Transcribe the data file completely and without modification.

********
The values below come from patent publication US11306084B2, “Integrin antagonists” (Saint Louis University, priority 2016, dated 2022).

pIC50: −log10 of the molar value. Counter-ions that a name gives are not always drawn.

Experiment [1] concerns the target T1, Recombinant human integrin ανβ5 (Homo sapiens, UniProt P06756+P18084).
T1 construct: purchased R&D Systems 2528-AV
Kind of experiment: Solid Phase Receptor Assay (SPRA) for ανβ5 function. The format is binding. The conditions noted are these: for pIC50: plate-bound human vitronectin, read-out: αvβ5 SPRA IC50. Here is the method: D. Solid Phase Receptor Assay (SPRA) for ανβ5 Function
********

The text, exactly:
The values below come from patent publication US11306084B2, “Integrin antagonists” (Saint Louis University, priority 2016, dated 2022).

pIC50: −log10 of the molar value. Counter-ions that a name gives are not always drawn.

Experiment [1] concerns the target T1, Recombinant human integrin ανβ5 (Homo sapiens, UniProt P06756+P18084).
T1 construct: purchased R&D Systems 2528-AV
Kind of experiment: Solid Phase Receptor Assay (SPRA) for ανβ5 function. The format is binding. The conditions noted are these: for pIC50: plate-bound human vitronectin, read-out: αvβ5 SPRA IC50. Here is the method: D. Solid Phase Receptor Assay (SPRA) for ανβ5 Function